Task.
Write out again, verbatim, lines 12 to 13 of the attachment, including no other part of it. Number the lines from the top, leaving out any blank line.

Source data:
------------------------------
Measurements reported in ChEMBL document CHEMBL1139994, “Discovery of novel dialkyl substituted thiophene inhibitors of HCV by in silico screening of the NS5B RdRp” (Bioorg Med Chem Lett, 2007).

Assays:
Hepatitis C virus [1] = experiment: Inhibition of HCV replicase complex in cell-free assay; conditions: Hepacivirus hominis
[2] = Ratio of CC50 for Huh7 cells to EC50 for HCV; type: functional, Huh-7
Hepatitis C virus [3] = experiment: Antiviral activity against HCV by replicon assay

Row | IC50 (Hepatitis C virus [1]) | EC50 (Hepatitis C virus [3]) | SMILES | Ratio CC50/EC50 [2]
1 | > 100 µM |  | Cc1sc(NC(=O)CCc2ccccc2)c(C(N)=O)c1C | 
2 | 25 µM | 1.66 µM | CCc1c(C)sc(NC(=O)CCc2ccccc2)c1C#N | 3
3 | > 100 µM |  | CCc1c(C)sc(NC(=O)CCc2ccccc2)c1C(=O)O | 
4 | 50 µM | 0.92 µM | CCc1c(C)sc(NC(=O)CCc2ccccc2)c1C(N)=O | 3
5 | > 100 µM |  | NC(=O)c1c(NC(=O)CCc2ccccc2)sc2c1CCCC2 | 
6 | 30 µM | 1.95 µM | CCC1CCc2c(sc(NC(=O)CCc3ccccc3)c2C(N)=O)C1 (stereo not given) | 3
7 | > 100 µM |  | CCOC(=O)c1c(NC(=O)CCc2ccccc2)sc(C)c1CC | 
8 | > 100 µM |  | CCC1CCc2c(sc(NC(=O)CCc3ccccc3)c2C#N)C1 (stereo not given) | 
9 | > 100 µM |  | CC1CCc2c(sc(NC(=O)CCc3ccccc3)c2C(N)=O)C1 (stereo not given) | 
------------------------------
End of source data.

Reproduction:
6 | 30 µM | 1.95 µM | CCC1CCc2c(sc(NC(=O)CCc3ccccc3)c2C(N)=O)C1 (stereo not given) | 3
7 | > 100 µM |  | CCOC(=O)c1c(NC(=O)CCc2ccccc2)sc(C)c1CC | 